Judith Bernstein

by Jonathan Griffin

The Box, Los Angeles


In the Bible, Judith was a beautiful and fearless Israelite widow who saved her besieged people from the army of King Nebuchadnezzar, which was led by the general Holofernes. She prayed to God to make her a good liar, then inveigled her way into the enemy camp where she hacked off Holofernes’s head after he tried to have sex with her.

On the roll-up gate in front of The Box, someone has painted the name ‘Judith’ in giant looping script, repeated over itself with manic intensity. The signature is the calling card of the indomitable artist Judith Bernstein, a zero-fucks-given riposte to the mannered quasi-subversive street art along Traction Avenue – where The Box is located – in Los Angeles’ dubiously designated Arts District.

Bernstein gives her Biblical namesake a run for her money in the insurrectionist stakes. The work with which her exhibition Cock in the Box shares its title, a vigorous charcoal and pastel drawing from 1966, greets visitors in the foyer: it shows an engorged penis springing out of a Stars-and-Stripes-patterned box. ‘AMERICA’S NUMBER 1 TOY’ reads her inscription, as if in promotion of the device. Bernstein has told how she would make her male friends stand guard outside male toilets in the 1960s while she studied the graffiti inside. Her research was both aesthetic and sociological, and has informed her work ever since.

In 1966 Bernstein was 24, and filled with righteous ire at the intersection of the United States’ violent foreign policy and the sexual violence embedded in the psyche of the American male. The newest work in the exhibition, a maximalist painting in fluorescent oils titled Birth of the Universe: The Voyeurs (2014) shows that the years have diminished none of her anger, even if her sense of humour may have sharpened. A screaming vagina dentata floats in deep space, while arrayed cocks and eyeballs point towards its centre as if caught in its force field. Numerical notations relate to integers of personal significance to the artist (18, for instance, is lucky in Judaism) alongside the recurrent 13.82, the age of the universe in billions.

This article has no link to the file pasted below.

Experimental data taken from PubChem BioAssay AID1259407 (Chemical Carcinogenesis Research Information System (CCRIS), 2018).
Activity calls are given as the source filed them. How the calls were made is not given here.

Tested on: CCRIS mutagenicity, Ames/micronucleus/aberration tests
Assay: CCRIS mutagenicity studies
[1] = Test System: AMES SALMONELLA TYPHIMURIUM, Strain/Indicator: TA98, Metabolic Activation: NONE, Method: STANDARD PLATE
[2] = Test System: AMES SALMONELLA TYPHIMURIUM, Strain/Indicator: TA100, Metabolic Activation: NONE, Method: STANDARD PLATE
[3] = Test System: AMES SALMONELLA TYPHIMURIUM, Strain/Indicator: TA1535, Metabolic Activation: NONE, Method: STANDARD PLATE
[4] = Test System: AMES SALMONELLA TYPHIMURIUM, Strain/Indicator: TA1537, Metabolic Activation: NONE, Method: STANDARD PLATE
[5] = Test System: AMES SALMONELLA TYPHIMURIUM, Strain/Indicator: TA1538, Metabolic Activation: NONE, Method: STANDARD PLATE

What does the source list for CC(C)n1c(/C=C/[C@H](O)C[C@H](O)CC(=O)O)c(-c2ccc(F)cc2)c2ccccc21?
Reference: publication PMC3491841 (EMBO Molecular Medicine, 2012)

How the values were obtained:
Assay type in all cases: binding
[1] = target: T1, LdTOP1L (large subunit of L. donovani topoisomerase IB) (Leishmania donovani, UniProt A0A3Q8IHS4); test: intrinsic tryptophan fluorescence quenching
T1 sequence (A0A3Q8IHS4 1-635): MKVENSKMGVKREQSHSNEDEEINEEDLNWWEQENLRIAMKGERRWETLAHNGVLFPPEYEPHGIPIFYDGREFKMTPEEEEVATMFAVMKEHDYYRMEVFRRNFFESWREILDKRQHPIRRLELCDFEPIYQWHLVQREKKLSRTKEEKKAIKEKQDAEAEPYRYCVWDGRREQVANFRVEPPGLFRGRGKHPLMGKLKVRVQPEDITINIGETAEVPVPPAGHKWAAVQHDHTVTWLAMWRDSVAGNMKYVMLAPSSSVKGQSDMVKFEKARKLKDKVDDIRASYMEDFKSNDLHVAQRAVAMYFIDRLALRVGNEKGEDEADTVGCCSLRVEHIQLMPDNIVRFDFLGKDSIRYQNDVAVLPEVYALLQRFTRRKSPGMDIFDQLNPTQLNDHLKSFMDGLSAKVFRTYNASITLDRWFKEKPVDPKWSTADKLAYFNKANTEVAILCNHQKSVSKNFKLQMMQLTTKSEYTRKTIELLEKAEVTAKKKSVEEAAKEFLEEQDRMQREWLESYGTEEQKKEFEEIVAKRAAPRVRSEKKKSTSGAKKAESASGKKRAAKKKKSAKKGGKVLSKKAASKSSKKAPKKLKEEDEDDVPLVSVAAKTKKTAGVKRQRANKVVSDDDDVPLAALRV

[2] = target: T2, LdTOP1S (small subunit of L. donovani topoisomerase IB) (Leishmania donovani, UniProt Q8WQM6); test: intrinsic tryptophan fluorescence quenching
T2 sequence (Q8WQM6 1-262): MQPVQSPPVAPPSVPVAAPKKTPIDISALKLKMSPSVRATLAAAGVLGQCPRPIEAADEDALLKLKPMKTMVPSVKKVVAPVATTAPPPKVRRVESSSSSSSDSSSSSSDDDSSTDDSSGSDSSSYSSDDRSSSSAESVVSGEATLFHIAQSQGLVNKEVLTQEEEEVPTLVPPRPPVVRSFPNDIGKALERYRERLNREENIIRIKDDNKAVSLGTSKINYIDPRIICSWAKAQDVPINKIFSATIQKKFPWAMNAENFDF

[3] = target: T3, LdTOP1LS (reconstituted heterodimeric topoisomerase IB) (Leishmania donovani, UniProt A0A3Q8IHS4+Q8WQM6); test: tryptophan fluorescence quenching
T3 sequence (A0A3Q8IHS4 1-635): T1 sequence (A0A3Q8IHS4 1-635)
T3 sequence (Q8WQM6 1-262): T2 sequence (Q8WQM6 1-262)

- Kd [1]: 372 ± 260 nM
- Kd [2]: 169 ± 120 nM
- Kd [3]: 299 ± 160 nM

Bernstein’s calling out of ‘the voyeurs’ in this painting of deep time is ambiguous given the pleasure she herself clearly takes in looking, especially at illicit subjects. Cock in the Box does a fine job of charting a course between 1966 and 2014 that reveals a side of the artist less inclined to furious expressionism, and more to slow, even meditative, analysis. A row of 18 square paintings of anthurium flowers, done between 1981 and 1984, spans one wall. The common houseplant – whose waxy red spathe and luridly projecting spadix make it impossible not to associate with both female and male genitalia – is painted by Bernstein from the same angle in each picture, abstracted almost to the point of modesty.

Across the room, a group of charcoal and graphite drawings from 1968 and 1970 describe one of Bernstein’s enduring motifs, the roundhead screw – a visual but also linguistic euphemism. These drawings are cooler, almost technical, and given her commitment to the subject (Hardware #1, #5 and #6 are featured here, all 1970), they reflect not just her pleasure in looking, but in representing too. This exhibition, a survey of an artist known for her dogged tenacity, reveals her as an artist of wider range than is often recognised.


First published: Art Review, April 2017